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I have a integro-differential equation of the form $y'(t) = - \int_0^t {y(t_1 )} e^{t_1 - t} dt_1, {\rm{ t}} \in {\rm{[0,10], y(0) = 1}}$

My code is:

f[t_Real] := NIntegrate[y[t1]*Exp[t1-t], {t1, 0, t}];

solution1=NDSolve[{D[y[t], t]==-f[t], y[0] == 1}, y[t], {t, 0, 10}];

Plot[Evaluate[y[t] /. solution1], {t, 0, 10}, PlotRange -> All]

But this simply outputs the error:

NIntegrate::nlim: t1 = t is not a valid limit of integration.

share|improve this question
Mathematica can't directly handle integro-differential equations. Try converting it to an ODE, before feeding it to NDSolve[]. – J. M. May 4 '13 at 4:20
I fixed some syntax errors in your code. Also I do not get the same error. I get NIntegrate::inumr (because of the symbolic y[t1] in the integral. You probably had a hidden definition f[t_] := NIntegrate[..] that you had not cleared. It's a good idea to restart the kernel and retry your code before posting. – Michael E2 Jun 1 '15 at 10:48

This integral equation is solvable using the LaplaceTransform technique:

Clear[s, t];
eqn = y'[t] == -Integrate[y[t1] Exp[t1 - t], {t1, 0, t}]

LaplaceTransform[eqn, t, s]

s LaplaceTransform[y[t], t, s] - y[0] == -(
  LaplaceTransform[y[t], t, s]/(1 + s))

Solve[%, LaplaceTransform[y[t], t, s]]

==> {{LaplaceTransform[y[t], t, s] -> ((1 + s) y[0])/(
   1 + s + s^2)}}

InverseLaplaceTransform[%, s, t]

==> {{y[t] -> (
   E^(-t/2) (Sqrt[3] Cos[(Sqrt[3] t)/2] + Sin[(Sqrt[3] t)/2]) y[0])/

ySolution[t_] = y[t] /. First[%] /. y[0] -> 1

==> (E^(-t/
  2) (Sqrt[3] Cos[(Sqrt[3] t)/2] + Sin[(Sqrt[3] t)/2]))/Sqrt[3]

Plot[ySolution[t], {t, 0, 10}]


share|improve this answer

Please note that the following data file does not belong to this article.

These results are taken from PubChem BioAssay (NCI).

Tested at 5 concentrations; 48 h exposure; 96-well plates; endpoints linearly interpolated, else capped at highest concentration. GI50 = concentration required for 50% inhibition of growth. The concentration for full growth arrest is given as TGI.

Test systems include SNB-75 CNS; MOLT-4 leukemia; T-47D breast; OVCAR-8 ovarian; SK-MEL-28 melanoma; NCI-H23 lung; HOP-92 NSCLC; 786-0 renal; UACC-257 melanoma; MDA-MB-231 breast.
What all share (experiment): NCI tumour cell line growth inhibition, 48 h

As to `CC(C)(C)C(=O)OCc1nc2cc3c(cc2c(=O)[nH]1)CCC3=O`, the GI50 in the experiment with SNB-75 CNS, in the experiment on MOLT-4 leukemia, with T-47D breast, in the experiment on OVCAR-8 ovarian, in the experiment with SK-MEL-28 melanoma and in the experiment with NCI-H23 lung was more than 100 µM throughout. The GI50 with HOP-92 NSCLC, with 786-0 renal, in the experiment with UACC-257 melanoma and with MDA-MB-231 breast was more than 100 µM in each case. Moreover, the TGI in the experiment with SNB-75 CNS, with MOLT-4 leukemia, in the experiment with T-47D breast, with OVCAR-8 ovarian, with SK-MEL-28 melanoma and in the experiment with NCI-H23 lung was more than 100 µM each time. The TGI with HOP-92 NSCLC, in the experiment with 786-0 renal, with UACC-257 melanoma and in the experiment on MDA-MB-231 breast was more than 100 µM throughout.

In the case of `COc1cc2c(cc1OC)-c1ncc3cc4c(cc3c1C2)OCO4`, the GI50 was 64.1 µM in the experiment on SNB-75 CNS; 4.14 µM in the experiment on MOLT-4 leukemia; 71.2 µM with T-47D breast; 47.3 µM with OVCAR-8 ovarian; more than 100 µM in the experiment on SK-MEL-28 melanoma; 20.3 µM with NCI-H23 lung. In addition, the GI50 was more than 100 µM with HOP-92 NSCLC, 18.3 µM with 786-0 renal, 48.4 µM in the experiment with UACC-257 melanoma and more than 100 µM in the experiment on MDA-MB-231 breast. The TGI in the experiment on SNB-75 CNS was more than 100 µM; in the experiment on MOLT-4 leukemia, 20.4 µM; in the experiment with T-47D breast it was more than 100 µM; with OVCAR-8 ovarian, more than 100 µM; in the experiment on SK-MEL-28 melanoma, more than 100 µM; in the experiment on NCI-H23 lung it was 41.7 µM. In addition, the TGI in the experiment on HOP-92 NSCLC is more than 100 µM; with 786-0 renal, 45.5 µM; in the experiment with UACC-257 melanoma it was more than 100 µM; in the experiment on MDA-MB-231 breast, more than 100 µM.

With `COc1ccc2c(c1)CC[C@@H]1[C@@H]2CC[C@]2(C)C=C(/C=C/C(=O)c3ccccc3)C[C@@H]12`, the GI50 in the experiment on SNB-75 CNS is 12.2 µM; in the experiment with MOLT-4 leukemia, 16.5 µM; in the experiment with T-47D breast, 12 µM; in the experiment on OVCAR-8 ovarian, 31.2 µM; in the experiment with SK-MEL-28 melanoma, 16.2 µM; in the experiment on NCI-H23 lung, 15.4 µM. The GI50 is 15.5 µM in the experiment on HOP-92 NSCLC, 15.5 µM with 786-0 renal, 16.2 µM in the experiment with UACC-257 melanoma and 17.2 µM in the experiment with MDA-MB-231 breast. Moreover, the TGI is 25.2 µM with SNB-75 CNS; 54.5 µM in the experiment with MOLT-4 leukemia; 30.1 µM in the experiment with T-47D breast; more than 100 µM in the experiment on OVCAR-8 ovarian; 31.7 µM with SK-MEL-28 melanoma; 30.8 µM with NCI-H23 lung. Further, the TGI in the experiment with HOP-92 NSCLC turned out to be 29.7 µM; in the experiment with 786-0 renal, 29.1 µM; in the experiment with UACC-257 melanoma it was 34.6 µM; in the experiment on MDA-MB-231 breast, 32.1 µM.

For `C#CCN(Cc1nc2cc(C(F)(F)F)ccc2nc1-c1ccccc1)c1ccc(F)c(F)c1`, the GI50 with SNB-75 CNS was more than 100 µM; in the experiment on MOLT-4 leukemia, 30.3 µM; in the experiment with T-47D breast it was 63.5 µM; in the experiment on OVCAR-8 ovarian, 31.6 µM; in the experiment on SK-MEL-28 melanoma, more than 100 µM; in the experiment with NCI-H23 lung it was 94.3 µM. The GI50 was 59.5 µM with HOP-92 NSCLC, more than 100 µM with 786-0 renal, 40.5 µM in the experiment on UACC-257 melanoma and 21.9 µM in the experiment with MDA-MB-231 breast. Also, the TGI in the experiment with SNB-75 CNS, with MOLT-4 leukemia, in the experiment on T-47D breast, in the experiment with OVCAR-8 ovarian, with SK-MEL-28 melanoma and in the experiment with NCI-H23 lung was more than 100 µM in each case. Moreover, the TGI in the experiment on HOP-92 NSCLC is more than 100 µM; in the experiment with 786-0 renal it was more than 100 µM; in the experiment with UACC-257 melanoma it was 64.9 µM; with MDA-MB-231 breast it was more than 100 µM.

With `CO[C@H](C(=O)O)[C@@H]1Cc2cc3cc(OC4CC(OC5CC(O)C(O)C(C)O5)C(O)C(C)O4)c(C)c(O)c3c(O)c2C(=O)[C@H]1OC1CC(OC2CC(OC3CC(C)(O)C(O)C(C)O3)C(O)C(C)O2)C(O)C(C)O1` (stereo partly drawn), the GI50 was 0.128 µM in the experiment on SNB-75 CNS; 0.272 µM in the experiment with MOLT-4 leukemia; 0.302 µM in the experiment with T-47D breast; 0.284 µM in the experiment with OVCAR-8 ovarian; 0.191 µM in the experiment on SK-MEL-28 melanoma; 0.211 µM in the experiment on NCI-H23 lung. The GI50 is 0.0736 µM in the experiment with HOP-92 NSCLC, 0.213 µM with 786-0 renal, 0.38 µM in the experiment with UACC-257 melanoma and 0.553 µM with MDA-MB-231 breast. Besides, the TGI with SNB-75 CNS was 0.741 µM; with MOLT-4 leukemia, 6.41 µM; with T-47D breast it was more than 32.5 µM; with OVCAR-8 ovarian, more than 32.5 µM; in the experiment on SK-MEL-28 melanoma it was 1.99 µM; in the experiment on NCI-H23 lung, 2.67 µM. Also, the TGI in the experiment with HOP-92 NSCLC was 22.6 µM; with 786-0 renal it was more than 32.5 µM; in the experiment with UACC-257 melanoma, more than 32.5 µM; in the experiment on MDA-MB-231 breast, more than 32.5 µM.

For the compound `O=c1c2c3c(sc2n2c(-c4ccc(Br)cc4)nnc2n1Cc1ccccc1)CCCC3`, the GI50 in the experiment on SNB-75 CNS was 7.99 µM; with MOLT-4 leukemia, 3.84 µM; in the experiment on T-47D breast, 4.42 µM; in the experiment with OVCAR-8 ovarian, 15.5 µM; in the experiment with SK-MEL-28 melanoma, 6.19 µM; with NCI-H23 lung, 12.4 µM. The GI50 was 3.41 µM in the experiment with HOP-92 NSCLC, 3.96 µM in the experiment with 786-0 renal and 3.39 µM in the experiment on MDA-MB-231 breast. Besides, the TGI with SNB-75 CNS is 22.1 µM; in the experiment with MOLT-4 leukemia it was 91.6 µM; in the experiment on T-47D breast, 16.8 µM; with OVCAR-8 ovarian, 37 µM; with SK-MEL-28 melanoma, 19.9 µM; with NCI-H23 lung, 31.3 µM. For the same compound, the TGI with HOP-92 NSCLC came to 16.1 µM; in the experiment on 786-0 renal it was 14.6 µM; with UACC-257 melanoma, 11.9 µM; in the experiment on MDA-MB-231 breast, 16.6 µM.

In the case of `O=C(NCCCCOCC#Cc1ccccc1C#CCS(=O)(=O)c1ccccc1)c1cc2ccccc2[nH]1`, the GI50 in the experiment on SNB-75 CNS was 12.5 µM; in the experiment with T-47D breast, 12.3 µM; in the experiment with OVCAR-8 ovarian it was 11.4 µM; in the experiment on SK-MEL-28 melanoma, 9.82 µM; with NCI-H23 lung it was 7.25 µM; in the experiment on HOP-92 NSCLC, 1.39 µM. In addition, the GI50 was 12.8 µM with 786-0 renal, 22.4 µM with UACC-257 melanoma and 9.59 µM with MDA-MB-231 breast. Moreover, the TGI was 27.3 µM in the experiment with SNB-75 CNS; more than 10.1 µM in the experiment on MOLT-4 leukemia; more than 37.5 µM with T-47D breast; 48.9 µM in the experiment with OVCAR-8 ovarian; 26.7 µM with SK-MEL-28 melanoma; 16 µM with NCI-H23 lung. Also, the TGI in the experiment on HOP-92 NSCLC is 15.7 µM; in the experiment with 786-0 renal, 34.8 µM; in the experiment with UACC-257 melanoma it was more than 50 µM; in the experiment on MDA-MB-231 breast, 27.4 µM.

Thank you. But I need the numerical solution of the integro-differential equation. – user7260 May 4 '13 at 5:37
...@user, Jens gave you a closed form solution, which is a bit more useful. Why do you still need a numerical solution? Unless... what you posted is in fact not your actual problem. – J. M. May 4 '13 at 6:23
Thank you very much! I want to compare the difference the numerical and exact solution of the integro-differential equation. – user7260 May 4 '13 at 7:15
@user7260 If you use this package for Laplace inversion, then you can get a semi-numerical solution. – xzczd Jun 7 '13 at 4:02

This is probably what @Guess who it is. had in mind in the comment posted under the question.

solution1 = NDSolve[{
    D[y[t], t] == -Exp[-t] f0[t], y[0] == 1,
    f0'[t] == y[t]*Exp[t], f0[0] == 0},
   y[t], {t, 0, 10}];

Plot[Evaluate[y[t] /. solution1], {t, 0, 10}, PlotRange -> All]

Mathematica graphics

Comparison with Jens's exact solution and how well the combined PrecisionGoal/AccuracyGoal is satisfied:

jsol = (E^(-t/2) (Sqrt[3] Cos[(Sqrt[3] t)/2] + Sin[(Sqrt[3] t)/2])) / Sqrt[3];
Plot[Evaluate[{y[t] - jsol /. solution1,
      {1, -1} (10^-(MachinePrecision/2.) + 10^-(MachinePrecision/2.) jsol)} // Flatten],
 {t, 0, 10}]

Mathematica graphics

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